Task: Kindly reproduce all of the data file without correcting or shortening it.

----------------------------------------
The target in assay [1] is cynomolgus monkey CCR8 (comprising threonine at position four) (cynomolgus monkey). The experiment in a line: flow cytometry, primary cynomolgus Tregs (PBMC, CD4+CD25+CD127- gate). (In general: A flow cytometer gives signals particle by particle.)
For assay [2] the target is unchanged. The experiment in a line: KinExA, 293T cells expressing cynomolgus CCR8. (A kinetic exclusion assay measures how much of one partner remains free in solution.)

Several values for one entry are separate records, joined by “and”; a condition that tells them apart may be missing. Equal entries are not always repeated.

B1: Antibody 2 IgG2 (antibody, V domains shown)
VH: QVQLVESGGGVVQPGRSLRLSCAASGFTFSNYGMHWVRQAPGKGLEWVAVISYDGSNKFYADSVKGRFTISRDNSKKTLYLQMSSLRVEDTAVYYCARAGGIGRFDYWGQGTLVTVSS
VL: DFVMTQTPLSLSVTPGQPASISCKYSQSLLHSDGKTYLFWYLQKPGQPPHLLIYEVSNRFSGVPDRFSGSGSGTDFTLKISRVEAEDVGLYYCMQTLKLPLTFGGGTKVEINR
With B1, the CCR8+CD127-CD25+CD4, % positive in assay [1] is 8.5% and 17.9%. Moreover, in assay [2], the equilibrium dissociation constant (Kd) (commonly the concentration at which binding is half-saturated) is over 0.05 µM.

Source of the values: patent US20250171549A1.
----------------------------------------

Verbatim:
The target in assay [1] is cynomolgus monkey CCR8 (comprising threonine at position four) (cynomolgus monkey). The experiment in a line: flow cytometry, primary cynomolgus Tregs (PBMC, CD4+CD25+CD127- gate). (In general: A flow cytometer gives signals particle by particle.)
For assay [2] the target is unchanged. The experiment in a line: KinExA, 293T cells expressing cynomolgus CCR8. (A kinetic exclusion assay measures how much of one partner remains free in solution.)

Several values for one entry are separate records, joined by “and”; a condition that tells them apart may be missing. Equal entries are not always repeated.

B1: Antibody 2 IgG2 (antibody, V domains shown)
VH: QVQLVESGGGVVQPGRSLRLSCAASGFTFSNYGMHWVRQAPGKGLEWVAVISYDGSNKFYADSVKGRFTISRDNSKKTLYLQMSSLRVEDTAVYYCARAGGIGRFDYWGQGTLVTVSS
VL: DFVMTQTPLSLSVTPGQPASISCKYSQSLLHSDGKTYLFWYLQKPGQPPHLLIYEVSNRFSGVPDRFSGSGSGTDFTLKISRVEAEDVGLYYCMQTLKLPLTFGGGTKVEINR
With B1, the CCR8+CD127-CD25+CD4, % positive in assay [1] is 8.5% and 17.9%. Moreover, in assay [2], the equilibrium dissociation constant (Kd) (commonly the concentration at which binding is half-saturated) is over 0.05 µM.

Source of the values: patent US20250171549A1.